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How We Built a Deck

Updated: Jul 16, 2022

I always wanted to have a pretty deck in our backyard. However, our house is split level and both the kitchen and living room are facing the front yard, so due to accessibility issues, we were putting off this project. We thought multiple times about adding the sliding doors to the bedroom and having a deck attached to it but the cost of all that work didn't make the sense.

After some thinking, changes in the circumstances, and spending more time at home, the desire of having a pretty outdoor space grew. So as Spring One Room Challenge came closer, we decided to pull the plug and build a ground-level deck.

The design was very easy to come up with as I knew exactly what I wanted. I have been drawing this picture in my imagination since I first saw our backyard. I wanted a modern-looking, ground-level deck, ideally in a darker color (to be exact I was obsessing over AZEK Dark Hickory composite decking). Furthermore, I knew I wanted one large step with the integrated deck lights.

Unfortunately, the color that I wanted was back ordered but fortunately, when I thought longer about it, I realized the color wouldn't have looked good with our white vinyl house and light gray roof. So, we went with the Slate Gray color that was in stock and ready to go. We got all the materials on Saturday morning and started building in the afternoon.

Step One // Measure & Mark

we went around the area, where we wanted a deck to go, and measured everything. Once, we had all the measurements down, we calculated how many posts would be needed and started marking the holes with spray paint. After everything was marked, we started digging. Each hole had to be 30" deep and we had to dig 12 of them, for someone with nonexistent arm strength like me, it was a tough job. And eventually, James had to do most of the work.

Backyard Deck Planning

Once all of our holes were dug we began to prepare the beams. Working left to right we used a string line with a level and began cutting posts to make a level beam. Then dropped a specifically designed footing pad in each hole. The footing pad can be used instead of the concrete to secure the beams. It's a relatively new product in the deck-building industry and due to its relatively high price point, compared to concrete, most deck builders avoid using it. However, for us, avoiding the mess of using the concrete was worth every penny.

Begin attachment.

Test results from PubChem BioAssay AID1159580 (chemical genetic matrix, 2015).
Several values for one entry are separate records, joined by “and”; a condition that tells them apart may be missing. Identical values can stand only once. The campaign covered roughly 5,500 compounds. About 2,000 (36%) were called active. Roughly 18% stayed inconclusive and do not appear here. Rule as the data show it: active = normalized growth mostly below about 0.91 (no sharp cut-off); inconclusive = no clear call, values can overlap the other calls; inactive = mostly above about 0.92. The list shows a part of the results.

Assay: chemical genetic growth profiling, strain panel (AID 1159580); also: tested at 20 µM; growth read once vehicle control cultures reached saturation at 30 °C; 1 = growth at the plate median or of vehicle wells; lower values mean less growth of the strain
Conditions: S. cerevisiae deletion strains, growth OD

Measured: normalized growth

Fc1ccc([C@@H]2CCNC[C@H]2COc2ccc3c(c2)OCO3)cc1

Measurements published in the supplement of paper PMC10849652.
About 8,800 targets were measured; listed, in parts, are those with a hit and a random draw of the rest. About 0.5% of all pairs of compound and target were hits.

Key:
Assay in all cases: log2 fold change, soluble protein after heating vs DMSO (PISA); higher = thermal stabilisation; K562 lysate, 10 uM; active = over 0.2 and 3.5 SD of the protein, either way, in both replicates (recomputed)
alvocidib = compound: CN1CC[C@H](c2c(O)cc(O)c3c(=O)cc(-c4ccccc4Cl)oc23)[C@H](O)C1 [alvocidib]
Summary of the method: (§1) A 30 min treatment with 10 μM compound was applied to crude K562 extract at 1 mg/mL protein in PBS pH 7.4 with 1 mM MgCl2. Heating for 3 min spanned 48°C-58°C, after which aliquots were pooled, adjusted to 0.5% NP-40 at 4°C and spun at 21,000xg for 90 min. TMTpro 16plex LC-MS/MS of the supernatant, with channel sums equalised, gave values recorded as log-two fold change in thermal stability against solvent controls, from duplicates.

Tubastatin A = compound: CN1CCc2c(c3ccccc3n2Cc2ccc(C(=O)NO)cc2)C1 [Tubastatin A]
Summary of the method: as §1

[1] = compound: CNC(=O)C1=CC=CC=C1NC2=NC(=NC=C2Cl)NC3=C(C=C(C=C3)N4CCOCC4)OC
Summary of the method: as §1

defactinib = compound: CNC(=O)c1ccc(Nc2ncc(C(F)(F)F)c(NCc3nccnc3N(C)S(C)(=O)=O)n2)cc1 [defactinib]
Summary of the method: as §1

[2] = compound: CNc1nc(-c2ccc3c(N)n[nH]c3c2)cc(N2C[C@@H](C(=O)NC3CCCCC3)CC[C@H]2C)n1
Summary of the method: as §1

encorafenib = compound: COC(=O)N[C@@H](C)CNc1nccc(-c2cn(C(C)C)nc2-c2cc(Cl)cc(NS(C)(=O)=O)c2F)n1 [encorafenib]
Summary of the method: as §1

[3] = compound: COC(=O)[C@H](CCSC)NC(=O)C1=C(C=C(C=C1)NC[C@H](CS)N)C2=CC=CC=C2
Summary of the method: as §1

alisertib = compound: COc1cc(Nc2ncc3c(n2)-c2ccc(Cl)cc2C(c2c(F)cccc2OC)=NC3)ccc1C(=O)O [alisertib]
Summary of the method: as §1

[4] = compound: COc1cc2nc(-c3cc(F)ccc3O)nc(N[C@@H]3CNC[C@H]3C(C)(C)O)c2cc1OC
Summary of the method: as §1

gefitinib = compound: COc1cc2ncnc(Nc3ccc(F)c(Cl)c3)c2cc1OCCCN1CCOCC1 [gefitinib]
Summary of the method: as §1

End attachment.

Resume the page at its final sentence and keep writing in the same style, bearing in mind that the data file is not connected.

Step two // Putting the base together

Next, we notched the posts using a circular saw and a reciprocating saw. Then attached the beam making sure that all the seams in our double 2x10 beam landed over a post. Then, we attached joist hangers every 16" on the beams and installed the 2x10 joists.

Step three // Attach the deck boards to the frame

Once the joists were hung, we began to lay decking using the CAMO hidden fastener system. Due to the size of our deck, we would never find a board that was 34' long, so we decided to go with the scattered seam design. In order to achieve the design, we basically had to watch closely that every seam we created didn't form any pattern; which ironically, is much more difficult than following a pattern. So once we placed a seam on one joist, we made sure not to land another seam near that joist for a while.

Step four // Attach the Steps & Add Lighting

We repeated the same process to build the step, but instead of using 2x10 framing, we used 2x8. First, we created the frame and before putting the boards on, we wired the deck-step lighting system and made sure all was working right.

// Final Touches //

Once the entire deck was built we were pretty happy with the results and gave it a nice power washing which brought everything to life and is ready for use.

This is how our backyard DIY deck turned out.
Finished Deck

Contemporary backyard deck with pergola and dinning room area
Finished Deck - Dinning Room Area

//Some Thoughts//

If we could go back and change anything, we would have done the joists on 12" on center. Although this would cost a few more joists, it would remove the little bit of bounce our deck has and made a concrete feel when walking across. However, with our current alignment, there is minimal bouncing, you can do jumping jacks and it won't move much.


** Don't forget to check your local code as every area has different frost lines and different regulations for framing**

Tools & Materials Used In This Project:




Mariam K.jpg


Welcome to my creative corner where my passion for home design and DIY projects meets inspiration and practical tips. Join me on this journey of turning houses into homes, one room at a time.


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